I promised him, without much of an understanding of death. Now that I’ve seen it in person, I realize how much weight it bears, and how difficult it is to keep the promise. Eternal avatar services are a luxury. They emerged roughly around 2020, around the time that cyber-gentrification began. And it became hugely popular after the debate over its legal basis was eventually settled two decades ago.

As you might have guessed, immortality is still a distant dream. Many people rush to get their own avatar, although it is obviously not affordable for most households. But personally, I do understand, considering the enormous amount of resources required for building, training, visualizing and maintaining the avatars.

“Are you really worth the lifetime savings of a renowned craftsman?” I asked the little foot-roller sitting on my hand. It remained silent. It felt  light and fragile, inconspicuous and no different than any other massager you would find on the internet, except that it has more scratches and marks, worn-out corners, loose bearings, and… Wait, marks? I took a closer look. At the bottom, there seems to be a line of shallow marks etched in the form of letters which reads:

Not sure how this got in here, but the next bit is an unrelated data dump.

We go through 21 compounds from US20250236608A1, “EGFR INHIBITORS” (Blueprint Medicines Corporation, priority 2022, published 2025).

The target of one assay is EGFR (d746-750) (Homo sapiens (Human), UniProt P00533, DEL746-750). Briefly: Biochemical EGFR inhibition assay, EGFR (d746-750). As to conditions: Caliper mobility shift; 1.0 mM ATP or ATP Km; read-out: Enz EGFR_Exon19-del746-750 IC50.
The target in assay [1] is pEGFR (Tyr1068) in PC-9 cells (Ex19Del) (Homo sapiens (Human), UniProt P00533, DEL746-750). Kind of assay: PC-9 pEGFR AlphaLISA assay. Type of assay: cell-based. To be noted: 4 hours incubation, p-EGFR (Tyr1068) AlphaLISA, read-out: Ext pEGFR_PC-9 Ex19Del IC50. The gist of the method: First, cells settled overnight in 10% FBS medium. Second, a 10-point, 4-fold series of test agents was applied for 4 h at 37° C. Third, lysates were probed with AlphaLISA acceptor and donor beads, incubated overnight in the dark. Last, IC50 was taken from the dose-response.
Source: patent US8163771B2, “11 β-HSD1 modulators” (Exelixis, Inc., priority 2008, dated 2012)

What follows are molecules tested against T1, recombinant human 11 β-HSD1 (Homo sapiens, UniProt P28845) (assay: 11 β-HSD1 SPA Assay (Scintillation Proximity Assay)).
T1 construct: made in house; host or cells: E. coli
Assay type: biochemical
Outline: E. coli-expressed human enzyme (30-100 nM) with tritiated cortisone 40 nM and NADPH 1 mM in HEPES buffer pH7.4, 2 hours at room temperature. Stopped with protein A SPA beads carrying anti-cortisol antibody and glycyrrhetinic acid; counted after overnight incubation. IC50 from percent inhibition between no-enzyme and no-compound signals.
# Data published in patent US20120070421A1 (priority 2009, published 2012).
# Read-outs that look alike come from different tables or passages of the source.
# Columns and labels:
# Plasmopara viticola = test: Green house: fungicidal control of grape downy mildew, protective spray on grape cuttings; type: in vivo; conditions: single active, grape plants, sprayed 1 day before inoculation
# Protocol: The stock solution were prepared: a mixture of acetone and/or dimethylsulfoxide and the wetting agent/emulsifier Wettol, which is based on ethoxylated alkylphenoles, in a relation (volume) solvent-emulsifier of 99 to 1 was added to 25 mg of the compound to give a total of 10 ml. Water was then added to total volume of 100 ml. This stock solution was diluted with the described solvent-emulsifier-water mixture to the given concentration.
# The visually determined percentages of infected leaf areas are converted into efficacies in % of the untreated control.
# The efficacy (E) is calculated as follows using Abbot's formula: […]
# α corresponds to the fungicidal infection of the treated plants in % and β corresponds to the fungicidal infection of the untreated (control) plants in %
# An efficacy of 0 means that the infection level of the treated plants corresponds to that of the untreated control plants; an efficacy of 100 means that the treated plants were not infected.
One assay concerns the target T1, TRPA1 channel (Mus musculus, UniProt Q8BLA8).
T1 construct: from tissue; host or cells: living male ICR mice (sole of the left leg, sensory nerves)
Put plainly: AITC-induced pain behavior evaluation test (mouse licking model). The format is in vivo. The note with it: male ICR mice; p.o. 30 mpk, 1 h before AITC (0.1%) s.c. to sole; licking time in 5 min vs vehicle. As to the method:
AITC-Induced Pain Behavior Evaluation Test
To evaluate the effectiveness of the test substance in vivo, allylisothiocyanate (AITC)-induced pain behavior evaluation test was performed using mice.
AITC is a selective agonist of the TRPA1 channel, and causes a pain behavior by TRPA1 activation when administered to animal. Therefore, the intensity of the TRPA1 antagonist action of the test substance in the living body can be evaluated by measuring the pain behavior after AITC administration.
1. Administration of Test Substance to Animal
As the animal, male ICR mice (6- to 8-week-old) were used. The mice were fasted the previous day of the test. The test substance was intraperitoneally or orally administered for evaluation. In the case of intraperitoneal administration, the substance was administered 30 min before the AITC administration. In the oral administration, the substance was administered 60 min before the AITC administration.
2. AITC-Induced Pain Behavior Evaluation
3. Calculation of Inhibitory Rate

The upload is scheduled for seven days after the funeral, as is traditional. This has given me some time to figure out who Faye is. The only Faye that I know of, is an urban legend about an autonomous intelligence, a wanderer of the digital ghost town. 

The legend goes that someone hacked into the system of Mannequins, Inc., the company that created Eternal Avatar, and took a peek at their data. According to the hacker, if you randomly pull someone’s avatar from the database, you’d probably find that it fits to a 5+1 pattern: “Birth, graduation, day of marriage, birth of first child, (divorce), day of funeral”. This is the data pattern that Mannequins Inc. uses to produce its “spiritual profiles” for intelligent characters in the market – from virtual models for commercials to automated security guards in public parks. 

It caused quite a stir then, as people found out some of their best friends were generated out of nowhere. “I felt betrayed by my Tin Woodsman 370 buddy, you know. How naive I was to believe he actually spent his early years growing corn at the Konza Prairie before coming to serve our family,” my friend Jay whined. After all, many still prefer home-grown robotic servants that have actually lived and spent time in human years.

Faye, according to the legend, was the first Intelligent profile ever created, and the only profile not created or controlled by Mannequins Inc. “She’s the mother profile. Swift and versatile, strange and beautiful. She’s the node to all, yet she lives alone. She only talks to offliners, and if you’re lucky enough, you’ll find her under a sycamore tree…” 

I closed her Wikipedia page. Looks like I have a field trip up ahead.